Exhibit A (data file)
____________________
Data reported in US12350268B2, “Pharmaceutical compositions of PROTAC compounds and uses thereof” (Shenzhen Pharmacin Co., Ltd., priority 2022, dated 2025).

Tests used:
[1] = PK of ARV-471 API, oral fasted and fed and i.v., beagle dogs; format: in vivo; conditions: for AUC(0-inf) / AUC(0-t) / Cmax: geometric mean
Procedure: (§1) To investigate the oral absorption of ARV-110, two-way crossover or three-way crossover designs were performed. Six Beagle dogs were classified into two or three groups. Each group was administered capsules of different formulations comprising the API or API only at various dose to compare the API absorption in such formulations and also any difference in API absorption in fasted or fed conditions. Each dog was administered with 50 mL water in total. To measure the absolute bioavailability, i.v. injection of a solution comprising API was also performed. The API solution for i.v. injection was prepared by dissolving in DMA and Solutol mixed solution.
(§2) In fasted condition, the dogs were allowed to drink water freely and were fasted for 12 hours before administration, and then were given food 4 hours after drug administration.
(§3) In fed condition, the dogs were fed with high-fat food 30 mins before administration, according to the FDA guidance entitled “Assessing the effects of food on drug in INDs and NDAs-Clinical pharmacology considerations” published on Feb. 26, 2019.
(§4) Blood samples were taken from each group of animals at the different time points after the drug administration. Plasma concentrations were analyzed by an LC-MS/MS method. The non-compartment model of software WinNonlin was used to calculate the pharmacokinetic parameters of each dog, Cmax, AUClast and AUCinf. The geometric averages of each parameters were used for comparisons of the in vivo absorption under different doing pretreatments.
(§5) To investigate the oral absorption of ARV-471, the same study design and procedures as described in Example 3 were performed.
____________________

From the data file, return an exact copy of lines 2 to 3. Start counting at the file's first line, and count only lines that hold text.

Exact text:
Tests used:
[1] = PK of ARV-471 API, oral fasted and fed and i.v., beagle dogs; format: in vivo; conditions: for AUC(0-inf) / AUC(0-t) / Cmax: geometric mean